Competition & Change, 1998 Vol. 3, pp. 293-334
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Breaking the Chains? A Sector Matrix
Julie Froud, Colin Haslam, Suk.hdev Johal and
This paper challenges the productionist chain concept of economic activity. It also provides a constructive alternative in the form of sector matrix analysis which considers the two non-corresponding webs of demand and supply side relations around the production, distribution and use of goods and services. Sector matrix analysis constructs the demand side in terms of the complementary and competing demands made by end users, and the supply side in terms of the corporate consolidation of surplus from different activities inside and outside a specific demand matrix. The scope and potential for this new kind of analysis is illustrated with material on motoring and the article uses a range of evidence, including car assembler accounts and United Kingdom (UK) data on household demand, to show how a motoring sector matrix can be used to pose new questions and provide different answers to old ones about the car industry.
In every age the capacity to engage new realities is limited by the persistence of old ways of thinking. Thus, our capacity to understand the spatia-temporal organisation of economic activity, and its intersection with expanding services through the broad processes of tertiarisation, is limited by the available, long-established concept of economic activity as an industrial chain leading to a finished product. As we will argue, this concept is not so much wrong as limiting, despite attempts at development and critical correction. While Gereffi's work on global commodity chains develops the chain concept ( 1996), it still constructs supply in over-simple linear terms and constructs demand as a series of reverse relations within the production/distribution chain. Sociological and institutionalist critics of chain analysis have emphasised the social embeddedness of economic activity. While these critics have made many valuable points, they have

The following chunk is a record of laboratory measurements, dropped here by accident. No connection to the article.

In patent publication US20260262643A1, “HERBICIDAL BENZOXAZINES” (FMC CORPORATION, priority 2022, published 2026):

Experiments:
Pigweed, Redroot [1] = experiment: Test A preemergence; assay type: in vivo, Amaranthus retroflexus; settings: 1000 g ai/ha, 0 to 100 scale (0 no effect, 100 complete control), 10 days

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J. Froud et al.
generally accepted chain suppositions and have not provided an alternative concept of an industry.
This article proposes an alternative form of analysis which has been immediately developed for the analysis of activities, such as motoring or healthcare, where products, such as cars or ethical drugs, can only be consumed along with a bundle of services which involve end user choice and constraint within a complex supporting infrastructure. We have developed a sector matrix approach which de-emphasises the organisation of production and instead separately analyses the two webs of demand and supply relations which meet at the points of product and service consumption but do not represent mirror images of each other. These general arguments are supported by a case study which demonstrates the advantage of a sector matrix analysis of motoring over the orthodox chain analysis of the cars industry. Specifically, sector matrix analysis extends the field of the visible by including motoring services and second hand cars at the same time as it expands the area of the intelligible by providing new explanations of the structural problems of motoring services, as well as manufacture, and new explanations of the linkage between demand limits and income distribution. The first section of the paper shows how the chain concept of industry has been carried over from economics into other discourses, such as business policy and political economy, and, more specifically, has dominated recent work on cars. The...
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